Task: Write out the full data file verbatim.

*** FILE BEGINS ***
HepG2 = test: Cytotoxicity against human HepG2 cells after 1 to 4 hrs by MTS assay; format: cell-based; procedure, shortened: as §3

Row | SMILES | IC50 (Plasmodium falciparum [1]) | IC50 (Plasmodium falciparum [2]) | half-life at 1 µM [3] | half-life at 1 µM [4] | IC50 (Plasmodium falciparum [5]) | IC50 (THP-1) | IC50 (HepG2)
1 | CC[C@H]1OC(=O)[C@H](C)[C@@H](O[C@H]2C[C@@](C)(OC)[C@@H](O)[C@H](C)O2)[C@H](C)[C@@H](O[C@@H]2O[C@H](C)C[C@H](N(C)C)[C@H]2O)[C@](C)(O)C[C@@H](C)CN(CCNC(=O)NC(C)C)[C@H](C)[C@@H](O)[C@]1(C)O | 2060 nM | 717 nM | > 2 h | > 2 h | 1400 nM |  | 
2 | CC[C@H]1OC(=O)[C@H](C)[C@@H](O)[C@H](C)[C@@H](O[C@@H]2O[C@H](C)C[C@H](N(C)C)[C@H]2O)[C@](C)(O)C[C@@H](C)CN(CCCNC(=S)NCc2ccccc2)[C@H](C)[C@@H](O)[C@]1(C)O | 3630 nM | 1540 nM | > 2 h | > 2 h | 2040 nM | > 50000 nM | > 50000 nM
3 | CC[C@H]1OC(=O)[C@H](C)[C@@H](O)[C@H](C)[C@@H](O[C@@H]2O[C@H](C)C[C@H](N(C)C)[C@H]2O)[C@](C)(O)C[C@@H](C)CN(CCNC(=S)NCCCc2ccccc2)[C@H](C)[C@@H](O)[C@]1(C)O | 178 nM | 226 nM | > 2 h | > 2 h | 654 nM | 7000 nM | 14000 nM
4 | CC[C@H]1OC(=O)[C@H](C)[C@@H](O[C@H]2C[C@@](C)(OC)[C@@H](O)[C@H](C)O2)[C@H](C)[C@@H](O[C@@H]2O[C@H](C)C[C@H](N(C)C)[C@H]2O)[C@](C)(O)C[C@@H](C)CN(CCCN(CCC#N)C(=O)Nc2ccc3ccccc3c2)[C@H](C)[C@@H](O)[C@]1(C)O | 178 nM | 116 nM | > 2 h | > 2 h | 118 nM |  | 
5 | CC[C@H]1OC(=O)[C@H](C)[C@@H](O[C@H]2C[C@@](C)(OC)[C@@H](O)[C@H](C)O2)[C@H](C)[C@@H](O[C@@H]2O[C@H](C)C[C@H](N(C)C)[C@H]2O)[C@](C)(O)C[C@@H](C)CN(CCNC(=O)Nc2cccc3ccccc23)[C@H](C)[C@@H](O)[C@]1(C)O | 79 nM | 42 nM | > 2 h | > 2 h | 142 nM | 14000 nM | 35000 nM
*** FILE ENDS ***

HepG2 = test: Cytotoxicity against human HepG2 cells after 1 to 4 hrs by MTS assay; format: cell-based; procedure, shortened: as §3

Row | SMILES | IC50 (Plasmodium falciparum [1]) | IC50 (Plasmodium falciparum [2]) | half-life at 1 µM [3] | half-life at 1 µM [4] | IC50 (Plasmodium falciparum [5]) | IC50 (THP-1) | IC50 (HepG2)
1 | CC[C@H]1OC(=O)[C@H](C)[C@@H](O[C@H]2C[C@@](C)(OC)[C@@H](O)[C@H](C)O2)[C@H](C)[C@@H](O[C@@H]2O[C@H](C)C[C@H](N(C)C)[C@H]2O)[C@](C)(O)C[C@@H](C)CN(CCNC(=O)NC(C)C)[C@H](C)[C@@H](O)[C@]1(C)O | 2060 nM | 717 nM | > 2 h | > 2 h | 1400 nM |  | 
2 | CC[C@H]1OC(=O)[C@H](C)[C@@H](O)[C@H](C)[C@@H](O[C@@H]2O[C@H](C)C[C@H](N(C)C)[C@H]2O)[C@](C)(O)C[C@@H](C)CN(CCCNC(=S)NCc2ccccc2)[C@H](C)[C@@H](O)[C@]1(C)O | 3630 nM | 1540 nM | > 2 h | > 2 h | 2040 nM | > 50000 nM | > 50000 nM
3 | CC[C@H]1OC(=O)[C@H](C)[C@@H](O)[C@H](C)[C@@H](O[C@@H]2O[C@H](C)C[C@H](N(C)C)[C@H]2O)[C@](C)(O)C[C@@H](C)CN(CCNC(=S)NCCCc2ccccc2)[C@H](C)[C@@H](O)[C@]1(C)O | 178 nM | 226 nM | > 2 h | > 2 h | 654 nM | 7000 nM | 14000 nM
4 | CC[C@H]1OC(=O)[C@H](C)[C@@H](O[C@H]2C[C@@](C)(OC)[C@@H](O)[C@H](C)O2)[C@H](C)[C@@H](O[C@@H]2O[C@H](C)C[C@H](N(C)C)[C@H]2O)[C@](C)(O)C[C@@H](C)CN(CCCN(CCC#N)C(=O)Nc2ccc3ccccc3c2)[C@H](C)[C@@H](O)[C@]1(C)O | 178 nM | 116 nM | > 2 h | > 2 h | 118 nM |  | 
5 | CC[C@H]1OC(=O)[C@H](C)[C@@H](O[C@H]2C[C@@](C)(OC)[C@@H](O)[C@H](C)O2)[C@H](C)[C@@H](O[C@@H]2O[C@H](C)C[C@H](N(C)C)[C@H]2O)[C@](C)(O)C[C@@H](C)CN(CCNC(=O)Nc2cccc3ccccc23)[C@H](C)[C@@H](O)[C@]1(C)O | 79 nM | 42 nM | > 2 h | > 2 h | 142 nM | 14000 nM | 35000 nM